In my last blog post, I looked at the advantages of making your own mince meat. Having made quite a few jars the only thing left to do was actually use the resulting product in baking. That means mince pies. And lots of them.
Problem is, with 19 days still left until Christmas, I have already grown ever so slightly sick at the thought of any more. And to think the stores were selling them as far back as the end of November.
This got me thinking about the speed at which we tear through the Christmas season, its start arriving earlier and earlier each year. A very long time ago the advent of Christmas was simply the beginning of religious celebrations; but that was before the birth of consumerism and it now symbolizes the onset of frenzied shopping.
Am I the only who feels like the holiday has become associated with purchasing and all our traditions are now wrapped up in £ signs?
Everywhere I look there seems to be stressed-out faces as we try to fit in all the extra “chores” preparing for Christmas entails. Trying to give your house that Martha Stewart feel and your cooking that Nigella Lawson touch. With children come the festive markets, nativity plays, choral services, end of term discos, and a plethora of coughs, sniffles and tummy bugs. Never mind the Christmas lists that seem to contain the same items from last year but with the words “next generation” by them. Bah hum bug? You bet!
So, who has time to think about the true meaning of Christmas?
Yesterday we took our kids to the local Mall to get them some winter coats. An expensive experience with four but a necessity with our recent freezing cold temps. Christmas decorations, jingles, and crowds stuffed the halls. Price reductions in a last-minute attempt to attract the uncertain shopper could be found in many of the shops. Queues were everywhere!
When we returned home, my 10 yr old G tentatively asked me a question. “I know you aren’t going to want to but could we just look at our Christmas decorations?” She was right the mood I was in meant the answer that wanted to roll off my tongue was “no not now,” but something got the better of me and I said “yes”.
We took the two boxes filled with stockings, baubles, lights, candle holders, garlands, wreaths and miscellaneous decorations out of their hiding place and began to unwrap them. She loved looking at each item and remembering where they came from, when we got them, who had made them, etc. If there was a story she knew it.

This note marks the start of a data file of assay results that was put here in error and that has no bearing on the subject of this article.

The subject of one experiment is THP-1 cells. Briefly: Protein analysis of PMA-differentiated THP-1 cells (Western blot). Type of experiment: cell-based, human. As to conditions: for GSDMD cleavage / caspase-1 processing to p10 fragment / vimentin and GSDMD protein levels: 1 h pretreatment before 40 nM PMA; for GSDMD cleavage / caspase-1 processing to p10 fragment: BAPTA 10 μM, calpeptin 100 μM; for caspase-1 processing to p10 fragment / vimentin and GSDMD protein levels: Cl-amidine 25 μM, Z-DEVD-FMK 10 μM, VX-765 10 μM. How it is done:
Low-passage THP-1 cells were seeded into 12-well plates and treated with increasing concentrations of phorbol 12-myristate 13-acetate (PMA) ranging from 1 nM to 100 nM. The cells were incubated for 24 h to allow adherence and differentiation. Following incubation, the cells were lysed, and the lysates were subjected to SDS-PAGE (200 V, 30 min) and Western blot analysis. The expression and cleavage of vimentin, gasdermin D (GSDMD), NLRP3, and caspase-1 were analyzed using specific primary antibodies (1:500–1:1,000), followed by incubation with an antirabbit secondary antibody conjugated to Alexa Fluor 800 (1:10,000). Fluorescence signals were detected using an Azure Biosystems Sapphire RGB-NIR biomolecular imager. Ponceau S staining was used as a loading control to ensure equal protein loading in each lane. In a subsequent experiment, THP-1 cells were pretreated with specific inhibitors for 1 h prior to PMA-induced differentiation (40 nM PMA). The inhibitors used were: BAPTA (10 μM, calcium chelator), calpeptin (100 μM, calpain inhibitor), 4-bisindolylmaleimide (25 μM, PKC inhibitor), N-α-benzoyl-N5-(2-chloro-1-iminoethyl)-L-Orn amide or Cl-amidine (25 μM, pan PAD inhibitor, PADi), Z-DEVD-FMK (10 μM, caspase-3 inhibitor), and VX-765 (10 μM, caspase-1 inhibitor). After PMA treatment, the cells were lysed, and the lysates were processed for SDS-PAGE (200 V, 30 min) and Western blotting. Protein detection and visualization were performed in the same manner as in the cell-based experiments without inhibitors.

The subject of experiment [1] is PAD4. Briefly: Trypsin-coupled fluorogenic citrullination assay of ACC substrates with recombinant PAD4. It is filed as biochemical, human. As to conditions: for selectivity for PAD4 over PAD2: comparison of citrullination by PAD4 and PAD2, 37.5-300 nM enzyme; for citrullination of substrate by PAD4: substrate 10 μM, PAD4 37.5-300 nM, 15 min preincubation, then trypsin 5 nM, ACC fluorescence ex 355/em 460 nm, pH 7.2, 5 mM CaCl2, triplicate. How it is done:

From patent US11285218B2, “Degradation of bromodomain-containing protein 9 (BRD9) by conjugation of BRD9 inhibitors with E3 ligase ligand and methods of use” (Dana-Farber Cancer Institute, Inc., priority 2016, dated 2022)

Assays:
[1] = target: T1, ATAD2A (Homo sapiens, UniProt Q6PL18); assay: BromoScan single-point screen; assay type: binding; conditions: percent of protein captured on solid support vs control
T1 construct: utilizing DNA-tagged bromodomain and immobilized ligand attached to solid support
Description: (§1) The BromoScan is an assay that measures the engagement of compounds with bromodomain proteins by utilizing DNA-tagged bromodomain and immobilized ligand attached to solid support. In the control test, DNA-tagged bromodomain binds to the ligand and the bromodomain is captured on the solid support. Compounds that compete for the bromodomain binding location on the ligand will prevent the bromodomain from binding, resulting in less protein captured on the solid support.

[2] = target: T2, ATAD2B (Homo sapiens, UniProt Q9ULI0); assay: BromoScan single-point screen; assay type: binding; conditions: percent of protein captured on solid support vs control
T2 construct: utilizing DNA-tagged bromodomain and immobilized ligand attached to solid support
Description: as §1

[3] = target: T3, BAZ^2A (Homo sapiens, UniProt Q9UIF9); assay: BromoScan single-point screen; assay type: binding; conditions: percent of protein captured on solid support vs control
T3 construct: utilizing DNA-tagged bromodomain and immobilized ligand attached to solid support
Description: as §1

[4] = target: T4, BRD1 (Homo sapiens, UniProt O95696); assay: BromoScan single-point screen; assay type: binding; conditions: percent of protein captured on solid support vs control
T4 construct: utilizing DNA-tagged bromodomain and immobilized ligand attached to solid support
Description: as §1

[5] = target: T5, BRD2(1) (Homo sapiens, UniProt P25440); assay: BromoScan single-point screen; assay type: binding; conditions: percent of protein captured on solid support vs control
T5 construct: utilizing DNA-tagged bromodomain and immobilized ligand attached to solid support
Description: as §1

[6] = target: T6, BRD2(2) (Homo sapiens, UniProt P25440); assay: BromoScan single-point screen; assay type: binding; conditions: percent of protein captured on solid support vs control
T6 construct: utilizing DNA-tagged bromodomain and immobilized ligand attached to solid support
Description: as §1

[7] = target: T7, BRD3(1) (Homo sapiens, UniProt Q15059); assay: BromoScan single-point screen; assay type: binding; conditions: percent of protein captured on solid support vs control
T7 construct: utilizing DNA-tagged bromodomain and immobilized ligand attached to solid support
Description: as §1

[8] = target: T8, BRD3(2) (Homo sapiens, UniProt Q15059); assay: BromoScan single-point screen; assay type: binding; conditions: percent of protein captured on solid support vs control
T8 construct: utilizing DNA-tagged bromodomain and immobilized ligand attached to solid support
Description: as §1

I said, “it’s great having decorations that come out year after year.”
G said, “yeah getting them out is my favourite thing about Christmas.”
as adapted from Nigella Lawson, “Nigella’s Christmas Kitchen”
240g/8oz plain flour
60g/2oz vegetable shortening, cut into small cubes
60g/2oz cold butter, cut into small cubes
1 orange, juice only
350g/12oz Christmas mincemeat
icing sugar, for dusting
Miniature tart tray
(approx) 5.5cm/2¼in round fluted biscuit cutter
(approx) 4cm/1½in star-shaped pastry cutter
Sift the flour into a shallow bowl, then add vegetable shortening and the butter. Mix lightly.
Place the bowl into the freezer to chill for 20 minutes. (This will make the pastry tender and flaky.)
Mix the orange juice and salt in a separate bowl. Cover and leave in the fridge to chill.
After the 20 minutes, empty the chilled flour and shortening mixture into the bowl of a food processor and pulse to make a breadcrumb like mixture.
Gradually add the salted orange juice, pulsing until the mixture is just coming together as a dough. Stop just before it comes together (even if some orange juice is left). If all the juice is used up before the dough has begun to come together, add some iced water.
Turn the mixture out onto a clean, floured work surface and, using your hands, gently knead the mixture to form a dough.
Divide and shape into three equal-sized discs (you’ll need to make the mince pies in three separate batches of 12, unless you’ve got enough tart tins to make all 36 pies at once).
Wrap each disc in cling film and place into the fridge to rest for 20 minutes.
Preheat the oven to 220C/425F/Gas 7.
Remove a pastry disc from the fridge and roll out on a floured work surface thinly, but so that it will be sturdy enough to support the dense mincemeat filling.
Using a fluted pastry cutter, cut out 12 circles a little wider than the moulds in the tart tins. Press the circles gently into the moulds.
Place a teaspoon of mincemeat into each pastry case.
Reroll any remaining dough to a similar thickness, then using a star-shaped cutter, cut out 12 stars and place each lightly onto the mincemeat filling.
Transfer to the oven and bake for 10-15 minutes, or until the pastry is golden-brown. Keep an eye on them as they don’t take very long to cook.
Remove from the oven, prising out the little pies straight away and placing onto a wire rack to cool. Allow the empty tray to cool down before repeating the steps from step 10. Repeat until you have made 36 mince pies.
Dust the mince pies with icing sugar and serve.